One woman, in her late 40′s, acknowledged that she is ashamed that she never finished high school and doesn’t want to live with shame anymore. She said it embarrassed her to admit this to her classmates, all of whom were male and considerably younger. Not one batted an eyelash. It is what it is. It may have been their story too.
Another young man shared that he dropped out of school only 3 months before the end of his senior year, because he knew he wouldn’t graduate. He went to school only to leave school. He was bored and unchallenged and didn’t see any value in what high school was teaching him.
He is in this class now because he knows he can’t go any farther without a diploma and he is sick of his life being a dead-end.
I responded to some of what he shared, and got caught in a good stuttering block, followed quickly by lots of repetitions. It seemed a good time to share about my stuttering. I mentioned that I stutter (like I just had!) and that I am OK with it, and hoped they were too. I also mentioned that, like the woman, for different reasons, I used to feel shame and embarrassed to acknowledge that I stutter.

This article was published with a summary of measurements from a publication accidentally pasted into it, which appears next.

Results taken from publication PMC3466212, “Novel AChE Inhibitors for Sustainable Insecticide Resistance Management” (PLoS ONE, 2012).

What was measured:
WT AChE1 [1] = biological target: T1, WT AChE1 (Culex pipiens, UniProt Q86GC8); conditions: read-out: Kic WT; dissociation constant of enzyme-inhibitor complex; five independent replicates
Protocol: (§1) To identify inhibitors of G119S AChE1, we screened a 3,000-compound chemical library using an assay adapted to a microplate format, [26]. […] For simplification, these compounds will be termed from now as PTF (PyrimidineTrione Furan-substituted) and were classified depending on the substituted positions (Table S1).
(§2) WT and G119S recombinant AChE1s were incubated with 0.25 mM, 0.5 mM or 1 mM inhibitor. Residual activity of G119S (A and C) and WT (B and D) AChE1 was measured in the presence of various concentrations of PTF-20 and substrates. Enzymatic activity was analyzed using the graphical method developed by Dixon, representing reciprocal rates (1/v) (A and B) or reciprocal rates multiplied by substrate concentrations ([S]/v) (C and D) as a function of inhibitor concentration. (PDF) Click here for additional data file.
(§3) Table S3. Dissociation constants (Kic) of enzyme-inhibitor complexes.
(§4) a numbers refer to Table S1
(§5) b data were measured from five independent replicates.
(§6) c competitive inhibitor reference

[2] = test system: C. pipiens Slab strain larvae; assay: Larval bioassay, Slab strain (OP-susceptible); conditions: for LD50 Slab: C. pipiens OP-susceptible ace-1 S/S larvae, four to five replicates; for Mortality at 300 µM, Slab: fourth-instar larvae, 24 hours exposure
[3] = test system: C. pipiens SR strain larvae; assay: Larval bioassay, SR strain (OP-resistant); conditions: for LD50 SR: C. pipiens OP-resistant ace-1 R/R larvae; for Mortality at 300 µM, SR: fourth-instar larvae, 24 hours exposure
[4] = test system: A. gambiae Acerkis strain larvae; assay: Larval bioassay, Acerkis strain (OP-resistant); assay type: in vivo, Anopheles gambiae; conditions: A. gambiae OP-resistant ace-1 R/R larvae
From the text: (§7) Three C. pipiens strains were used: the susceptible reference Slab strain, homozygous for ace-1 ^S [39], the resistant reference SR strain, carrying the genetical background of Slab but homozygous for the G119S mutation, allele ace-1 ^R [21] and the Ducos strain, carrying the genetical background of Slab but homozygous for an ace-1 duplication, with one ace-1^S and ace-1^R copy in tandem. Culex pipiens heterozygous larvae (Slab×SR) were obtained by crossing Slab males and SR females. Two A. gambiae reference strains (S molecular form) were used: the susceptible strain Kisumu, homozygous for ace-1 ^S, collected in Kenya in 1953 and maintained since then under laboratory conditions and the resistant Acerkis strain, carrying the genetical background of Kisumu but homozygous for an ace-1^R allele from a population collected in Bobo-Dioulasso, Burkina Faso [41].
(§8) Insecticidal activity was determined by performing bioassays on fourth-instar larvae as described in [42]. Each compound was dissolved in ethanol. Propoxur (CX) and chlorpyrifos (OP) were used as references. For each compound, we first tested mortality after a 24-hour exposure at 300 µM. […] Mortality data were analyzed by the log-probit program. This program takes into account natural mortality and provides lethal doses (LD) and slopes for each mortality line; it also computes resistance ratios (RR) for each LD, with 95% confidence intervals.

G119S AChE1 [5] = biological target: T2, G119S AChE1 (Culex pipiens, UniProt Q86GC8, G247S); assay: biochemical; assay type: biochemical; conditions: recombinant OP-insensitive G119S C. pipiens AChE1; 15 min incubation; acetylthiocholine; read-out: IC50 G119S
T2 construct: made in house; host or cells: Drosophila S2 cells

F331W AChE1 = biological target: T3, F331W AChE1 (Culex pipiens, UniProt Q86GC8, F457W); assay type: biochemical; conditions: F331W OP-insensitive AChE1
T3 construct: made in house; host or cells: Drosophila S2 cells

From there, I matter-of-factly moved on and asked the last student to introduce himself. Since he was last, he shared that since everyone else had been so honest, he was going to be as well. He shared a quick story of drugs, wrong crowds, bad decisions, loss and finally “seeing the light.” Everyone nodded and made eye contact, and you could tell everyone understood everyone’s stories as partially “their own.”
This last man further offered, “And you know what else? I stutter too! Not as bad as I used too, but every once in a while you can still hear it. And my mother stutters too. Sometimes her stuttering was so bad it was almost laughable. Not in a mean way, but she stutters really bad, you know. But she doesn’t let it “tense her” as much as it used to.”
He added, “me either. When I stutter sometimes now, I don’t let it “tense me” like it used to. It’s good to talk about it once in a while.”
I was kind of blown away by all that had been shared in 35 minutes. I told the class that and thanked them for their honesty, and smiled and wished them a good day before leaving. And as I left the classroom and looked back through the window, I saw the class turn their attention back to the math “brain squeeze” on the white board.
As I drove home, I processed all I had learned and shared that day. And wondered if that man would have shared that he, and his mother, stuttered if I had not shared it about myself.
I really don’t want to be identified as the lady who stutters at work. But I know darn right well that is how some people know me and remember me.
I stutter during one-on-one conversations, I stutter on the phone and I am known to stutter when making small or large group presentations. Contrary to what I used to think, most people in my world know I stutter.
There’s certainly worse things to be known for, right?